MGS maps are now viewable on the interactive MapView interface of the USGS National Geologic Map Database (NGMDB)
February 2, 2017
It is now easier to browse and view geologic maps in Maryland with the recent addition of MGS maps to the interactive MapView interface of the USGS National Geologic Map Database (NGMDB).
Visit the website here: https://ngmdb.usgs.gov/maps/mapview/
About the NGMDB
The National Geologic Map Database (NGMDB) is a Congressionally mandated project led by the U.S. Geological Survey and Association of American State Geologists. The purpose is to build a national archive of standardized geologic map information. This national archive is “virtual” – you can access it through a searchable catalog that contains information on over 88,000 geoscience maps and reports dating back to the 1800's, with links to hundreds of publishers.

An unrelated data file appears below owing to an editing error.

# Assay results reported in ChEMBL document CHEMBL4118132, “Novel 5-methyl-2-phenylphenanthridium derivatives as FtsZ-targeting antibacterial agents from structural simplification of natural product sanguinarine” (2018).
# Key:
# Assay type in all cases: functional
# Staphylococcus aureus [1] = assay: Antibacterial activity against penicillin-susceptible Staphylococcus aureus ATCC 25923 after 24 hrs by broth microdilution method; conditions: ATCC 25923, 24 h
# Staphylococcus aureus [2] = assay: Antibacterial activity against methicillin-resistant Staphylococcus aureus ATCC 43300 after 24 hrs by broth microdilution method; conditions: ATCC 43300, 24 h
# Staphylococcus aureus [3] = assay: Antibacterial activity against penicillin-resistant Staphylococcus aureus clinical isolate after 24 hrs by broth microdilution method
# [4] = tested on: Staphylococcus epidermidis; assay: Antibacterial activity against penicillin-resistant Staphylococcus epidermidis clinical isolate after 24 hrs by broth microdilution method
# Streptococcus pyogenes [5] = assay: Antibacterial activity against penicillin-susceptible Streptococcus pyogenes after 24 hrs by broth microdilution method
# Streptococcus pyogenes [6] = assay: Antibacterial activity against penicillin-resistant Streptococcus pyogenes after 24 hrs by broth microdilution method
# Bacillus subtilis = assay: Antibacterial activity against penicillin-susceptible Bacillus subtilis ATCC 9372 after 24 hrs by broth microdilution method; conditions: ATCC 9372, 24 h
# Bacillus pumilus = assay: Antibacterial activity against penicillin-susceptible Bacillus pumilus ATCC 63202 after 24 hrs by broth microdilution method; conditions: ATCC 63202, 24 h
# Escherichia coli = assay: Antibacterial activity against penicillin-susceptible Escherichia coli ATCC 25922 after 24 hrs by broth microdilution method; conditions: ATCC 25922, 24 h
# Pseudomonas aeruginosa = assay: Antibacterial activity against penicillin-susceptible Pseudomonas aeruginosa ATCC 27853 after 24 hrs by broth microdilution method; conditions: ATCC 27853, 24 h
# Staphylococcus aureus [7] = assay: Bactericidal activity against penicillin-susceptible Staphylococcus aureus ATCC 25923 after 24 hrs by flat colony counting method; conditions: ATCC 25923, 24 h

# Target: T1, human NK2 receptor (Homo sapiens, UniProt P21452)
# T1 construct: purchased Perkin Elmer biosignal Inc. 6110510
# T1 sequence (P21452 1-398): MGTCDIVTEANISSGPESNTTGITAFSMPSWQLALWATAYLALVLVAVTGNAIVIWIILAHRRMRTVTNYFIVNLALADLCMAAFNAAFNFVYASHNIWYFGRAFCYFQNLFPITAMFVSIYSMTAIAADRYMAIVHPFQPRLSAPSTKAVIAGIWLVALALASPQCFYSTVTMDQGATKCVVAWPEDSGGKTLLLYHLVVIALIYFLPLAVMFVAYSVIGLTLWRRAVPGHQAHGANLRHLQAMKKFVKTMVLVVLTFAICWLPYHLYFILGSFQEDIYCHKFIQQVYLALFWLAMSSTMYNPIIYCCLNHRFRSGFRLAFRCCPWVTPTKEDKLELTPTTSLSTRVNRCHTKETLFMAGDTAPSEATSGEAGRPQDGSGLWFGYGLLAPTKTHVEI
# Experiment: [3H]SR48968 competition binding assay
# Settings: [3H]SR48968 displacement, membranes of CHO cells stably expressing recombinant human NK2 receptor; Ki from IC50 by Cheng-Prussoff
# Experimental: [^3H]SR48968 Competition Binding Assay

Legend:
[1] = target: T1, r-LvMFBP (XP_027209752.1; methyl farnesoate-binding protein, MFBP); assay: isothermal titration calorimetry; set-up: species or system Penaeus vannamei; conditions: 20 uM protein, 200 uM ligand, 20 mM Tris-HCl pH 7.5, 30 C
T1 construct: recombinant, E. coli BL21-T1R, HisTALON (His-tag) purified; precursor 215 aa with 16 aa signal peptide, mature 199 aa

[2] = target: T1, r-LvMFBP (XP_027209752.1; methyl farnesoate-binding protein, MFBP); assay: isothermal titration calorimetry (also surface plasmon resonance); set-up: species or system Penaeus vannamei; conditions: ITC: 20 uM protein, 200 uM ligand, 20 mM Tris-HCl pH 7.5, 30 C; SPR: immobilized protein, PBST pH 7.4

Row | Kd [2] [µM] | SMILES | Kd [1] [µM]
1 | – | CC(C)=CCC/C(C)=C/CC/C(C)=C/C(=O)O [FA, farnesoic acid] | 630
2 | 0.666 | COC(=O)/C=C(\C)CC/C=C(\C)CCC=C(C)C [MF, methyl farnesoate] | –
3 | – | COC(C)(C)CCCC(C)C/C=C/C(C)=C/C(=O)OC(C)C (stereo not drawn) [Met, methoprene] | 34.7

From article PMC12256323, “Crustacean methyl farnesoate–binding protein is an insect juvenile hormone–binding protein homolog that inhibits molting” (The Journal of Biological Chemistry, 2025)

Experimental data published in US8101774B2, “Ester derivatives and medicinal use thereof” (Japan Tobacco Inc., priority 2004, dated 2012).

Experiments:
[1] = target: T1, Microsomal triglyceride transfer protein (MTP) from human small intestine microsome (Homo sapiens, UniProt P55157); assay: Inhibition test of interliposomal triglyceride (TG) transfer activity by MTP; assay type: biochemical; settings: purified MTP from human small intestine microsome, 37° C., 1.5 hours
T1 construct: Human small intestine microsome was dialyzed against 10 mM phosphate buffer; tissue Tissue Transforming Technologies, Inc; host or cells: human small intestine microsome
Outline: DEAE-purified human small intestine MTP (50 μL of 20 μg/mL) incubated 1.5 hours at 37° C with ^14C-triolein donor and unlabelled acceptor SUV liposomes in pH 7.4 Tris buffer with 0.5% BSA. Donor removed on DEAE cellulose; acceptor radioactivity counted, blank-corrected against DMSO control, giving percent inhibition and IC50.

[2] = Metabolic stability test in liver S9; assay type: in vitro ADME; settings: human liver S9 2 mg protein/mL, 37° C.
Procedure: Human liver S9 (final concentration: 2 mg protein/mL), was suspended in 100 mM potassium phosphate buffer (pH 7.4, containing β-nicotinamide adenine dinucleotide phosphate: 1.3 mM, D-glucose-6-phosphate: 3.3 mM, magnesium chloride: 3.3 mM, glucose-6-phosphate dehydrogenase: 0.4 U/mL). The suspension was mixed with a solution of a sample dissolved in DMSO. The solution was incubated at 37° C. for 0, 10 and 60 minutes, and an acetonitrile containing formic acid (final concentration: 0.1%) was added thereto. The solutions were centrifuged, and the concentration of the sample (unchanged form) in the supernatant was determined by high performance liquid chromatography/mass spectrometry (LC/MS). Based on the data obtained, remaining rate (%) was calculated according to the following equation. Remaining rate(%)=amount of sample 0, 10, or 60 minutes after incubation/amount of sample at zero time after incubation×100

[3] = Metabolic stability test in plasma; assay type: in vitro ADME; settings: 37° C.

Standardization of geologic maps – this is a gradual process that involves all the Nation’s geological surveys, and other producers and users of maps. Resources (including the U.S. Geologic Names Lexicon) and draft guidelines and standards are available at the NGMDB site.
Geologic mapping is done for many different purposes including, for example: individual, detailed studies of a local area in order to precisely assess the geologic hazards; and systematic, quadrangle-by-quadrangle mapping of a region that improves our estimates of the Nation’s resources. Beginning in the 1800’s, geologic mapping has been conducted for these various purposes, by Federal, State, University, and private entities. The result in an information-rich mosaic of maps at different scales, funded for various specific purposes, using the technology and science available at the time of mapping.
MapView shows a significant part of the NGMDB’s national archive of geoscience information – that is, the systematic, regional mapping of the bedrock and surficial deposits. Other geologic maps and related information (geologic structure, hazards and resources, and so forth) will be included in later versions of the Viewer. As you can see, maps of many States remain to be added – we invite you to explore the Nation’s geologic mapping heritage, and give us your ideas on how to improve this archive.